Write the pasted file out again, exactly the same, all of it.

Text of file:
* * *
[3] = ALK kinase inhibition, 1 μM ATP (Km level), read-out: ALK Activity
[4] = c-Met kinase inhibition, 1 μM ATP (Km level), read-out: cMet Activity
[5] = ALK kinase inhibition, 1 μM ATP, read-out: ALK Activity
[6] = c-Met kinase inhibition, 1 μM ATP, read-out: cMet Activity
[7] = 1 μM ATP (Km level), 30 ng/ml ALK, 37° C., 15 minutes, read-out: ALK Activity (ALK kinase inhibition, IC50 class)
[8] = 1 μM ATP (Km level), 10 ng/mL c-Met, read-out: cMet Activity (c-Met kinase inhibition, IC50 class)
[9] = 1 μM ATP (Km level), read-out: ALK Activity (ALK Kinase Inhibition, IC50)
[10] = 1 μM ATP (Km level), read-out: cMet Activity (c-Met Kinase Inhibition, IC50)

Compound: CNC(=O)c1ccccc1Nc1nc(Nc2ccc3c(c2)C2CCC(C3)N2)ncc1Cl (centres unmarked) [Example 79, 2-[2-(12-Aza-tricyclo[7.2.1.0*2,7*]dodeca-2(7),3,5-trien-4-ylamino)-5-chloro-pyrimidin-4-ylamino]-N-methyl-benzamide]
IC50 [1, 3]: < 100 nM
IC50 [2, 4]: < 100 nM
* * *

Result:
[3] = ALK kinase inhibition, 1 μM ATP (Km level), read-out: ALK Activity
[4] = c-Met kinase inhibition, 1 μM ATP (Km level), read-out: cMet Activity
[5] = ALK kinase inhibition, 1 μM ATP, read-out: ALK Activity
[6] = c-Met kinase inhibition, 1 μM ATP, read-out: cMet Activity
[7] = 1 μM ATP (Km level), 30 ng/ml ALK, 37° C., 15 minutes, read-out: ALK Activity (ALK kinase inhibition, IC50 class)
[8] = 1 μM ATP (Km level), 10 ng/mL c-Met, read-out: cMet Activity (c-Met kinase inhibition, IC50 class)
[9] = 1 μM ATP (Km level), read-out: ALK Activity (ALK Kinase Inhibition, IC50)
[10] = 1 μM ATP (Km level), read-out: cMet Activity (c-Met Kinase Inhibition, IC50)

Compound: CNC(=O)c1ccccc1Nc1nc(Nc2ccc3c(c2)C2CCC(C3)N2)ncc1Cl (centres unmarked) [Example 79, 2-[2-(12-Aza-tricyclo[7.2.1.0*2,7*]dodeca-2(7),3,5-trien-4-ylamino)-5-chloro-pyrimidin-4-ylamino]-N-methyl-benzamide]
IC50 [1, 3]: < 100 nM
IC50 [2, 4]: < 100 nM